Lewis resided in Cairo for ten years, living as an Oriental gentleman in an elegant Ottoman house in the Azbakiyyah quarter of the city, dressing in the Turkish manner and enjoying what one visitor, the writer William Makepeace Thackeray, described as a ‘dreamy, hazy, lazy, tobaccofied life.’ He produced a large number of watercolours and drawings during his decade in Egypt before his return to England in 1851. For the remainder of his career he painted Orientalist subjects inspired by his years in the East, and based largely on the drawings made in Cairo. These depictions of mosques, bazaars, Eastern interiors, desert encampments and imaginary harem scenes proved immensely popular with collectors. In 1855 Lewis was elected President of the Society of Painters in Water-Colours, although the previous year he had also begun to exhibit paintings at the Royal Academy. His growing interest in oil painting, at the expense of watercolours, led him in February 1858 to resign from the Old Water-Colour Society, and for the remainder of his career Lewis’s exhibited works were mainly paintings. Elected an Associate of the Royal Academy in 1859 and an Academician in 1864, Lewis showed regularly at the Academy until his death in 1876.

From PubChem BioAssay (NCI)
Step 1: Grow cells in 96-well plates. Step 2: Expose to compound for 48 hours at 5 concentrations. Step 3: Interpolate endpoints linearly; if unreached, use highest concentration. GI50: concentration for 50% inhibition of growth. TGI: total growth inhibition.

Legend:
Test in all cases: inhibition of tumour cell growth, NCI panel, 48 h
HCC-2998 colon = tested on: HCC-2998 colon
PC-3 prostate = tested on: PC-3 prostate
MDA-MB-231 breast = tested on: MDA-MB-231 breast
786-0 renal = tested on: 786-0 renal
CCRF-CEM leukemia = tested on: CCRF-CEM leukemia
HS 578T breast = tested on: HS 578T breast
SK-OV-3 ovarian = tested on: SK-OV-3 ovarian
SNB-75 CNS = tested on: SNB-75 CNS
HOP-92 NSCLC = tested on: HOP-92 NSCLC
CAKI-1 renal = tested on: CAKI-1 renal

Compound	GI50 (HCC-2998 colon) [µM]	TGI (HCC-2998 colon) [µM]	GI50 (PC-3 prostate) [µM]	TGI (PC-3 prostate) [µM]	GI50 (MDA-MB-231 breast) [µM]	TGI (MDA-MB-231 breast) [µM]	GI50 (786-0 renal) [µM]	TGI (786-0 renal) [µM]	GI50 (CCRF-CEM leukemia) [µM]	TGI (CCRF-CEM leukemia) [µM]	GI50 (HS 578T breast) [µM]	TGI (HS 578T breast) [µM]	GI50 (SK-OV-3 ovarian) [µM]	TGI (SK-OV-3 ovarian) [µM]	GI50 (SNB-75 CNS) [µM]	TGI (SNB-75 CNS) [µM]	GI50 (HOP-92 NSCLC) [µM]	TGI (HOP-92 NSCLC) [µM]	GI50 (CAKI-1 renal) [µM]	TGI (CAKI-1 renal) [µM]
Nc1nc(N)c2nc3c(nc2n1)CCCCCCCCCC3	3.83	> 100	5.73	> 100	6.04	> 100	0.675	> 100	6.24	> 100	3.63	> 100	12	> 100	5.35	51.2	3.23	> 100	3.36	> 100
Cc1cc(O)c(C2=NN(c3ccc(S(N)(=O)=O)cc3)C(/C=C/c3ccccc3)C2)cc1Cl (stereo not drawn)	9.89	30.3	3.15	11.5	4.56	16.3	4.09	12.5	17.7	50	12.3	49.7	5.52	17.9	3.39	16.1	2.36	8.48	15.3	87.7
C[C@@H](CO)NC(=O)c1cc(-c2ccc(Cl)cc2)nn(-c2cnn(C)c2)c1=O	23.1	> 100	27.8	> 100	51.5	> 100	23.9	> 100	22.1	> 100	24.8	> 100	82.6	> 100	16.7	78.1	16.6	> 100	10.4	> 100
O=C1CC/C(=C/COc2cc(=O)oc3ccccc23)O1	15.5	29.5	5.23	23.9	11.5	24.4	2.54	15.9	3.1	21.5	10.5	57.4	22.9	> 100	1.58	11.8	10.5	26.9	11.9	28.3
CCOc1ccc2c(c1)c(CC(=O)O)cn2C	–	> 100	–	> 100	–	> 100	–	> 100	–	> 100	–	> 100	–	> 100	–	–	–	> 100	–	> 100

Lewis’s paintings and watercolours of exotic Eastern subjects, executed in a meticulous and detailed manner, remained popular with collectors and connoisseurs throughout the later stages of his career. As his fellow artist and traveller Edward Lear noted, in a letter to Lewis’s wife written the year before the painter’s death, ‘There have never been, and there never will be any works depicting Oriental life – more truly beautiful and excellent – perhaps I might say - so beautiful and excellent. For, besides the exquisite and conscientious workmanship, the subjects painted by J. F. Lewis were perfect as representations of real scenes and people.’
By inheritance to his cousin, Thomas Baring MP, London and Norman Court, West Tytherley
Thence by descent.